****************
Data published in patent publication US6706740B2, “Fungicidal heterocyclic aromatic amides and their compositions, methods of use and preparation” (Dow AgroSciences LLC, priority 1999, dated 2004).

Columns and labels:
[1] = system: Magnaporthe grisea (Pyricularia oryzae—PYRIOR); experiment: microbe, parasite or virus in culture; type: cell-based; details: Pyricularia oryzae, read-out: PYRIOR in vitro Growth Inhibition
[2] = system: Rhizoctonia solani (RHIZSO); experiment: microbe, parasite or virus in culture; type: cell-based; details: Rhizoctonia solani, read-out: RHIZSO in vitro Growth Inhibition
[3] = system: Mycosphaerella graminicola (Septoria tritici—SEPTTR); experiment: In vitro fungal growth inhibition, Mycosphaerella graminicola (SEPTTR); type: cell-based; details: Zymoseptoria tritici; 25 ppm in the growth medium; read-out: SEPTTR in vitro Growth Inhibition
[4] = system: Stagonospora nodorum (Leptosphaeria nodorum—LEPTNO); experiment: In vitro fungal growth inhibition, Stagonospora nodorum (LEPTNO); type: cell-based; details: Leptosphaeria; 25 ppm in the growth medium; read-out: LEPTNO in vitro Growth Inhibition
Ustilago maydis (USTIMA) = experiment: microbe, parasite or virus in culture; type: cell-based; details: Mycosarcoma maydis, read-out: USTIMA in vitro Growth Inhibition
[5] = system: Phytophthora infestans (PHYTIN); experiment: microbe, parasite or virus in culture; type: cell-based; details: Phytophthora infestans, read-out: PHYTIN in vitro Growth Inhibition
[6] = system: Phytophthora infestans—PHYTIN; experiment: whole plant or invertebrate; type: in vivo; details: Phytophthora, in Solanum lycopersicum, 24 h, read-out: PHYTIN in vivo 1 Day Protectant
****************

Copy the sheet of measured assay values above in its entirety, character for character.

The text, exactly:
Data published in patent publication US6706740B2, “Fungicidal heterocyclic aromatic amides and their compositions, methods of use and preparation” (Dow AgroSciences LLC, priority 1999, dated 2004).

Columns and labels:
[1] = system: Magnaporthe grisea (Pyricularia oryzae—PYRIOR); experiment: microbe, parasite or virus in culture; type: cell-based; details: Pyricularia oryzae, read-out: PYRIOR in vitro Growth Inhibition
[2] = system: Rhizoctonia solani (RHIZSO); experiment: microbe, parasite or virus in culture; type: cell-based; details: Rhizoctonia solani, read-out: RHIZSO in vitro Growth Inhibition
[3] = system: Mycosphaerella graminicola (Septoria tritici—SEPTTR); experiment: In vitro fungal growth inhibition, Mycosphaerella graminicola (SEPTTR); type: cell-based; details: Zymoseptoria tritici; 25 ppm in the growth medium; read-out: SEPTTR in vitro Growth Inhibition
[4] = system: Stagonospora nodorum (Leptosphaeria nodorum—LEPTNO); experiment: In vitro fungal growth inhibition, Stagonospora nodorum (LEPTNO); type: cell-based; details: Leptosphaeria; 25 ppm in the growth medium; read-out: LEPTNO in vitro Growth Inhibition
Ustilago maydis (USTIMA) = experiment: microbe, parasite or virus in culture; type: cell-based; details: Mycosarcoma maydis, read-out: USTIMA in vitro Growth Inhibition
[5] = system: Phytophthora infestans (PHYTIN); experiment: microbe, parasite or virus in culture; type: cell-based; details: Phytophthora infestans, read-out: PHYTIN in vitro Growth Inhibition
[6] = system: Phytophthora infestans—PHYTIN; experiment: whole plant or invertebrate; type: in vivo; details: Phytophthora, in Solanum lycopersicum, 24 h, read-out: PHYTIN in vivo 1 Day Protectant